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There is always a temptation for those who profess devotion to the true God to separate their confession from their actual life practice. God will not have any of this. We cannot lay claim on the one sacrifice for sin, Jesus Christ, and then deny him with unrepentant ungodliness in our lives. This was the kind of problem going on in Israel, according to Psalm 50. God comes upon the nation in judgment. The problem was not in the absence of religious devotion to God’s prescribed sacrificial system (v 8) or even a lack of commitment to God’s covenantal promises (v 16). Instead, God’s anger was aroused against Israel for their blatant sin. They “hated his discipline” (17a); they did not love God’s Word (17b); they loved financial improprieties (18a) and sexual immorality (18b). They were habitual liars and slanderers (vv19-20). God’s solution is true worship in the heart: Offer to God a sacrifice of thanksgiving, and perform your vows to the Most High, and call upon me in the day of trouble; I will deliver you, and you will glorify me (vv 14-15). The last verse of the Psalm reiterates this emphasis: The one who offers thanksgiving as his sacrifice glorifies me; to one who orders his way rightly I will show the salvation of God! (v 23). What God wants is not empty religious devotion or duplicitous confessions. He desires that we trust him for his grace, confess the preciousness of that grace in our lives with thanksgiving, and demonstrate this faith with obedience in our lives. These are the people God saves. These are the people who receive his grace and salvation instead of his wrath and judgment.
In the prayer service, we will return to prayer in the book of Acts. To begin the service, we’ll sing Psalm 46 (“God is Our Refuge and Our Strength”), found on page 84 of Cantus Christi.
The sermon this Sunday returns to the end of Exodus 2 after our two-week absence for Christmas. Here we look at Moses in the land of Midian, and observe from the text the evidence of his faith in God. If time allows, we’ll complete chapter 2 this Lord’s Day. Moses does not let an unexpected “reassignment” to a place far away from God’s people distract him from God’s faithfulness to his Word and promises. Once again we’ll see from Moses a good example of faith in the unseen God and his wise providence.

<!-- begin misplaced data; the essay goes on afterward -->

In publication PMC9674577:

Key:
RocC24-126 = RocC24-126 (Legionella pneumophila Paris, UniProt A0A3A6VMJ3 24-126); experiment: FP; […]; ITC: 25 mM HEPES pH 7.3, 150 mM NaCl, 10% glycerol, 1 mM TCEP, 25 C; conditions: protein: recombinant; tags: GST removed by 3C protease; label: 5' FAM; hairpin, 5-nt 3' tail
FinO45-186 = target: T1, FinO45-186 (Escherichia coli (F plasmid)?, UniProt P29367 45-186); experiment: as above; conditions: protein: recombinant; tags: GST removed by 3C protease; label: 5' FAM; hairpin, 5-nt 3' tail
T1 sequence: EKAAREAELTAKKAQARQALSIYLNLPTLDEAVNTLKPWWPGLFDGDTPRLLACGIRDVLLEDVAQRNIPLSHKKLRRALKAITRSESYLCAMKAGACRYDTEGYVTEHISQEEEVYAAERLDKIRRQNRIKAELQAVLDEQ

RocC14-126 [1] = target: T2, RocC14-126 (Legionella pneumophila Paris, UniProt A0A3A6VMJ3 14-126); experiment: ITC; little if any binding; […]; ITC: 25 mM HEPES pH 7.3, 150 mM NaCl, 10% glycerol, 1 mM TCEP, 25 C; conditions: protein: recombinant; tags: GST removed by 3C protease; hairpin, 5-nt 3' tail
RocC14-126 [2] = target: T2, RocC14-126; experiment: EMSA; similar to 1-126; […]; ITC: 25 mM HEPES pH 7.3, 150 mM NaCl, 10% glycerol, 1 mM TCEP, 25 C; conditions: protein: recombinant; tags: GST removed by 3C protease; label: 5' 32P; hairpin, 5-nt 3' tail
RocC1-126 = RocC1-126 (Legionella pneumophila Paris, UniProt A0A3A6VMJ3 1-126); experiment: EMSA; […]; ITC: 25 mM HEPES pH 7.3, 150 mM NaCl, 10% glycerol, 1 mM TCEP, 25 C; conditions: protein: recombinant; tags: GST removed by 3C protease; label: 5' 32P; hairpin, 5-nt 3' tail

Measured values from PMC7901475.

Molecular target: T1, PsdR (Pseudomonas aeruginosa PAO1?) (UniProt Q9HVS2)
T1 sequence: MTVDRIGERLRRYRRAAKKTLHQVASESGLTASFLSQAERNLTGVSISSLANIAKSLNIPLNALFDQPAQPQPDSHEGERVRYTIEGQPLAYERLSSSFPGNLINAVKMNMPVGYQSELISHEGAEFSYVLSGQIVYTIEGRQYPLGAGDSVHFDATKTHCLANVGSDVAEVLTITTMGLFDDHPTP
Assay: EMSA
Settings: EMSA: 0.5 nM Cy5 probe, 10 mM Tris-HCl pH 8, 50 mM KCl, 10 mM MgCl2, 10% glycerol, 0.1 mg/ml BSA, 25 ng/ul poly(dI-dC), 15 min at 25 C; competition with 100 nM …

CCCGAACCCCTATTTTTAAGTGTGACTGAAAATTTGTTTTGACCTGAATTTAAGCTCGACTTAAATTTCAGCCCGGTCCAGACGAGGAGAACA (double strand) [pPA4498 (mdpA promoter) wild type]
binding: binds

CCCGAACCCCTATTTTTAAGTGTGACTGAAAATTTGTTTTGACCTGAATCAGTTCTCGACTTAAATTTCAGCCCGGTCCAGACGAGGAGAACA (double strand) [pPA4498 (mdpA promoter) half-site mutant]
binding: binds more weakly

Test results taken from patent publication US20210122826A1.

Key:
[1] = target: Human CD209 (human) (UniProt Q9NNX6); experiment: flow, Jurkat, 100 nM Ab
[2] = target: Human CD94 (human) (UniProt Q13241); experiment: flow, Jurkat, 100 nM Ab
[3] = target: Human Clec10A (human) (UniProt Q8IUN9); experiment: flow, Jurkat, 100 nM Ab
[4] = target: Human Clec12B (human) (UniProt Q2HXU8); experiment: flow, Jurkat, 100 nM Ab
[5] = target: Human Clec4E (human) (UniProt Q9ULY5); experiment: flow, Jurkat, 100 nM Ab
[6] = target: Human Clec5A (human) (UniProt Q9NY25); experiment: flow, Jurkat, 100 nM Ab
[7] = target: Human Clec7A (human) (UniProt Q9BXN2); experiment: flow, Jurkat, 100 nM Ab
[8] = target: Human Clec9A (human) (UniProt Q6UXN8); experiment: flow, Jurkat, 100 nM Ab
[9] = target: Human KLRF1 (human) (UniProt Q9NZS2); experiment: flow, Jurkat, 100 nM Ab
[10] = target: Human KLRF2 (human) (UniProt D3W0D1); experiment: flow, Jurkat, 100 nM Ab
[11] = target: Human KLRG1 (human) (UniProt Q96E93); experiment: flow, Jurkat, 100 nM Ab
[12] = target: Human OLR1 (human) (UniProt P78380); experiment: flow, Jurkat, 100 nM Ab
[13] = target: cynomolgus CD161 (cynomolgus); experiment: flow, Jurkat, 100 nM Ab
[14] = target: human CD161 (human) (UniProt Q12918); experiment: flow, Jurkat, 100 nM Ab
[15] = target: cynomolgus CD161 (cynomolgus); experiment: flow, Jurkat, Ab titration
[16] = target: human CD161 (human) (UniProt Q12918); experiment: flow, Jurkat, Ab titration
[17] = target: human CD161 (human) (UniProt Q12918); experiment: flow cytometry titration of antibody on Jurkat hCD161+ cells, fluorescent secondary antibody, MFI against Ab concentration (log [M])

Call to Worship: Psalm 50:14-15
Hymn 374 [Red] Our God, Our Help in Ages Past
Congregational Reading: Psalm 50:1-3, 7, 19-21
Doxology: Doxology, Red 437
Hymn 296 [Red] Behold the Glories of the Lamb
Hymn 288 [Red] All Creatures of Our God and King
Scripture Reading: Daniel 11:1-19 & Colossians 2:1-10
Hymn 327 [Blue] O For a Faith That Will Not Shrink This is a hymn this church has not sung in some time, but that does not detract from its great value. The tune by William Havergal is English and composed around the middle of the 19th century. The text is also English, written by William Bathurst, who for a time served as a minister. The hymn is a prayer to God for a vibrant Christian faith no matter what the circumstances. The second verse is indicative of the whole: That will not murmur nor complain beneath the chastening, but in the hour of grief or pain will lean upon its God. The hymn is good, for, as a prayer, it recognizes the important Bible truth that true faith is a gift of God. It also illustrates the kind of faith we see in Moses in the early chapters of Exodus, a faith that did not tremble on the brink of any earthly woe.
Sermon: A Sojourner’s Faith, Part 3 from Exodus 2:11-25
Hymn 342 [Red] Be Thou My Vision
In Sunday School, Eric White will teach on Articles 2 & 3 of The Conservative Christian Declaration.